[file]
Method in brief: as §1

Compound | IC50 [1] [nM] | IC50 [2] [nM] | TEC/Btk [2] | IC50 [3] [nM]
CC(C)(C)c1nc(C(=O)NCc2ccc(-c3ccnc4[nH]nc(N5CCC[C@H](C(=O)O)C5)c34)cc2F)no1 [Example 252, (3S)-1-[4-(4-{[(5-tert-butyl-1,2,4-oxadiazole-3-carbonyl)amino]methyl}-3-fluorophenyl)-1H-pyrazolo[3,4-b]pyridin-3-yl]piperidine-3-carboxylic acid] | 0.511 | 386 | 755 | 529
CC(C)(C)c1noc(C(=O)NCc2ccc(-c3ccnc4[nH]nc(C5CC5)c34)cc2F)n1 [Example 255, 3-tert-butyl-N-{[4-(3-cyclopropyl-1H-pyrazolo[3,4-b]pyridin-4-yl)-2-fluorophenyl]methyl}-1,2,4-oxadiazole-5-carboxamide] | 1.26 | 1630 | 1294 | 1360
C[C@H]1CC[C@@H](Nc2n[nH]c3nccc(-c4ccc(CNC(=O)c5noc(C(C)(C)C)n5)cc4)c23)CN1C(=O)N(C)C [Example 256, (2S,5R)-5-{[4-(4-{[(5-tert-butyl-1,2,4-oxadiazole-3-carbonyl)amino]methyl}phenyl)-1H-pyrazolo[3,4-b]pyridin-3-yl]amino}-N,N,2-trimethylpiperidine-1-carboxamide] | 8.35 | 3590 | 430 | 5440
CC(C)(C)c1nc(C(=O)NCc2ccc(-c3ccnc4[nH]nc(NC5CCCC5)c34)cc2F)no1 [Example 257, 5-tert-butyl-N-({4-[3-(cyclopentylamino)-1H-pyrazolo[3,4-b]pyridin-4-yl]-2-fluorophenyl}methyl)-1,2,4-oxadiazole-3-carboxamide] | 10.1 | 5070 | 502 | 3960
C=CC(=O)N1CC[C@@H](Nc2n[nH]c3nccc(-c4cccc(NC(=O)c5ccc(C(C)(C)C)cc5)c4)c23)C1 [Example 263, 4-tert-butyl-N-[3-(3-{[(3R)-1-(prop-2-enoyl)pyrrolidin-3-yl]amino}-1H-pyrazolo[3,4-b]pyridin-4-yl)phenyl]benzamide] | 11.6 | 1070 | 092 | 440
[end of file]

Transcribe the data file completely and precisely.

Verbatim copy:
Method in brief: as §1

Compound | IC50 [1] [nM] | IC50 [2] [nM] | TEC/Btk [2] | IC50 [3] [nM]
CC(C)(C)c1nc(C(=O)NCc2ccc(-c3ccnc4[nH]nc(N5CCC[C@H](C(=O)O)C5)c34)cc2F)no1 [Example 252, (3S)-1-[4-(4-{[(5-tert-butyl-1,2,4-oxadiazole-3-carbonyl)amino]methyl}-3-fluorophenyl)-1H-pyrazolo[3,4-b]pyridin-3-yl]piperidine-3-carboxylic acid] | 0.511 | 386 | 755 | 529
CC(C)(C)c1noc(C(=O)NCc2ccc(-c3ccnc4[nH]nc(C5CC5)c34)cc2F)n1 [Example 255, 3-tert-butyl-N-{[4-(3-cyclopropyl-1H-pyrazolo[3,4-b]pyridin-4-yl)-2-fluorophenyl]methyl}-1,2,4-oxadiazole-5-carboxamide] | 1.26 | 1630 | 1294 | 1360
C[C@H]1CC[C@@H](Nc2n[nH]c3nccc(-c4ccc(CNC(=O)c5noc(C(C)(C)C)n5)cc4)c23)CN1C(=O)N(C)C [Example 256, (2S,5R)-5-{[4-(4-{[(5-tert-butyl-1,2,4-oxadiazole-3-carbonyl)amino]methyl}phenyl)-1H-pyrazolo[3,4-b]pyridin-3-yl]amino}-N,N,2-trimethylpiperidine-1-carboxamide] | 8.35 | 3590 | 430 | 5440
CC(C)(C)c1nc(C(=O)NCc2ccc(-c3ccnc4[nH]nc(NC5CCCC5)c34)cc2F)no1 [Example 257, 5-tert-butyl-N-({4-[3-(cyclopentylamino)-1H-pyrazolo[3,4-b]pyridin-4-yl]-2-fluorophenyl}methyl)-1,2,4-oxadiazole-3-carboxamide] | 10.1 | 5070 | 502 | 3960
C=CC(=O)N1CC[C@@H](Nc2n[nH]c3nccc(-c4cccc(NC(=O)c5ccc(C(C)(C)C)cc5)c4)c23)C1 [Example 263, 4-tert-butyl-N-[3-(3-{[(3R)-1-(prop-2-enoyl)pyrrolidin-3-yl]amino}-1H-pyrazolo[3,4-b]pyridin-4-yl)phenyl]benzamide] | 11.6 | 1070 | 092 | 440